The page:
The announcement came a day after the musician won favorite male Latin artist and favorite Latin album for “YHLQMDLG” at the American Music Awards.
Bad Bunny, whose real name is Benito Martínez Ocasio, was scheduled to sing his hit, “Dákiti,” with Jhay Cortez at the event but canceled without explanation, leaving many fans disappointed. The singer, however, presented the award for favorite Latin female artist remotely.
It’s unclear if Bad Bunny was showing any symptoms of COVID-19. His publicist did not immediately return a message for comment.
ISLAMABAD — Pakistan will again close all educational institutions as of Thursday because of a steady and increasingly drastic increase in coronavirus cases.
Schools were opened in September as Pakistan appeared to have achieved a sustained flattening of the curve.
Daily cases had dropped to less than 300 a day, but few people wear masks and social distancing is mostly non-existent in the country of 220 million.
Pakistan recorded 2,756 new cases in the last 24 hours, one of the sharpest spikes since the outbreak began in March. The country has 376,929 confirmed cases, and 7,696 people have died from the virus.
The government announced Monday that schools will be closed through December and the possibility of re-opening will be discussed again in early January.
MOSCOW — Daily new coronavirus infections in Russia hit a new high on Monday, with authorities reporting a record 25,173 new cases. The latest figure brings the country’s total to over 2.1 million. The government coronavirus task force also reported 361 deaths on Monday, raising the total since the start of the pandemic to over 36,500.
Russia, which currently has the world’s fifth largest number of confirmed cases, has been swept by a rapid coronavirus resurgence since September. Despite this, authorities insist there are no plans to impose a second lockdown or to shut businesses nationwide.
When asked why other hard-hit Russian regions aren’t following Buryatia’s example, Kremlin spokesman Dmitry Peskov said Monday that regional governments decide on which restrictions to impose in their regions depending prevailing conditions there, like the number of available medical workers and hospital beds.
JERUSALEM — The Palestinian Authority in the Israeli-occupied West Bank has announced a partial two-week lockdown to clamp down on the coronavirus’ spread as new cases have rapidly increased.
Palestinian Prime Minister Mohammad Shtayyeh said Monday that the West Bank will be under a full lockdown over the weekends, and a curfew will be imposed from 7 p.m. until 6 a.m. on weekdays. All non-essential businesses will be closed during the periods of lockdown.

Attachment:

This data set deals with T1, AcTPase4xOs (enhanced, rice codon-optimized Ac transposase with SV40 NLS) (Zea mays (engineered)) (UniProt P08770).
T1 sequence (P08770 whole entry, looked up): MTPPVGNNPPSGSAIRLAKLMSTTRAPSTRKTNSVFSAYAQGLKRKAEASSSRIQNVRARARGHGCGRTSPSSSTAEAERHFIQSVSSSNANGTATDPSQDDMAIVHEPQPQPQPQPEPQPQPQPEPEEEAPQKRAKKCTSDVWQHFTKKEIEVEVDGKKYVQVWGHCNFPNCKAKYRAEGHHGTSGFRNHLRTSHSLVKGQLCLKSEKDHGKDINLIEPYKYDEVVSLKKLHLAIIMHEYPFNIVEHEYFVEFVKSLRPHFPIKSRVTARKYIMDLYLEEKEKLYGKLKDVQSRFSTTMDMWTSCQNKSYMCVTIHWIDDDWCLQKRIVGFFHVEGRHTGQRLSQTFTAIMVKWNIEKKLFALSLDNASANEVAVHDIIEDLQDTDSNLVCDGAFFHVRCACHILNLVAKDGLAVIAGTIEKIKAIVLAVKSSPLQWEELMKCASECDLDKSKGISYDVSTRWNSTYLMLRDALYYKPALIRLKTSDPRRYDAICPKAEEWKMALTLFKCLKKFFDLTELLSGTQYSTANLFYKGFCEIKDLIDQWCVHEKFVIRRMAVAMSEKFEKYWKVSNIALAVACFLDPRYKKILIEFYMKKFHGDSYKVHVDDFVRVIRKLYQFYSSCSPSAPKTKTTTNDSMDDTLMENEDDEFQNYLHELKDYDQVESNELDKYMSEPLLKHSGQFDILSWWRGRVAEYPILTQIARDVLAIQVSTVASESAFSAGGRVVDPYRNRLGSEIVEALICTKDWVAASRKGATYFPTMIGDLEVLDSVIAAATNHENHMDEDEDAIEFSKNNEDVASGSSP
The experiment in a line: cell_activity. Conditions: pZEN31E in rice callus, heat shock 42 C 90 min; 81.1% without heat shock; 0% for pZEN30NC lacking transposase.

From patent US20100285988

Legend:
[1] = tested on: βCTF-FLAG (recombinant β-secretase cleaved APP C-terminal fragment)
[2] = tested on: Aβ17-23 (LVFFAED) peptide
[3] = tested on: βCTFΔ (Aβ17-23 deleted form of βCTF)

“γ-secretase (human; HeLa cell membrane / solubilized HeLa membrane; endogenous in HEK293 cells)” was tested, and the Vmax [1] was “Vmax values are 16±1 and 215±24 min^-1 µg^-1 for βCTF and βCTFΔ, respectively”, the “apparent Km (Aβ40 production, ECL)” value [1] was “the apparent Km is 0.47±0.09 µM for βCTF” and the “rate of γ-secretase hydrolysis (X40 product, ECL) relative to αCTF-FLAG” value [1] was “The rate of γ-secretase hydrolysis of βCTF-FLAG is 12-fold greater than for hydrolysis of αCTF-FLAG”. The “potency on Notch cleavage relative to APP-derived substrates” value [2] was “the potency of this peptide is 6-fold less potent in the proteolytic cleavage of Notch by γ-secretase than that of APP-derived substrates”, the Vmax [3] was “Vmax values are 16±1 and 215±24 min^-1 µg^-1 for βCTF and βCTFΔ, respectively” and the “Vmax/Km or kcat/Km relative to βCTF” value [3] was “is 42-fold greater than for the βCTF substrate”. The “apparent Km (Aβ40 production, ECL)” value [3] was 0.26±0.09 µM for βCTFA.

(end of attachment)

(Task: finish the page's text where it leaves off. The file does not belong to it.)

The Palestinian Health Ministry has recorded over 3,000 new cases of the coronavirus in the West Bank in the past week, and a total of more than 84,000 since the beginning of the pandemic. It says at least 714 Palestinians have died from the disease.
JAKARTA — Indonesia’s confirmed coronavirus cases have surpassed half a million as the government of the world’s fourth most populous nation scrambles to procure vaccines to help it win the fight against the pandemic.
The Health Ministry reported 4,442 new cases on Monday to bring the country’s total to 502,110, the highest toll in Southeast Asia and second in Asia only to India’s more than 9.1 million confirmed cases.
The ministry said that the death toll from the virus is 16,002, and that it has been adding 3,000-5,000 daily cases since mid-September.
President Joko Widodo said his administration is working on a mass vaccination program for the vast archipelago nation, home to more than 270 million people.
BEIJING — Chinese authorities are testing millions of people, imposing lockdowns and shutting down schools after multiple locally transmitted coronavirus cases were discovered in three cities across the country last week.
As temperatures drop and people move actitivies indoors, large-scale measures are being enacted in the cities of Tianjin, Shanghai and Manzhouli, despite the low number of new cases compared to the United States or other countries that are seeing new waves of infections.
On Monday, the National Health Commission reported two new locally transmitted cases in Shanghai over the last 24 hours, bringing the total to seven since Friday. China has recorded 86,442 total cases and 4,634 deaths since the virus was first detected in the central Chinese city of Wuhan late last year.
In Tianjin, health workers have collected more than 2.2 million samples for testing from residents in the Binhai new district, after five locally transmitted cases were discovered.
In Manzhouli, a city of more than 200,000, health authorities are testing all residents after two cases were reported on Saturday. They also shut down all schools and public venues and banned public gatherings such as banquets.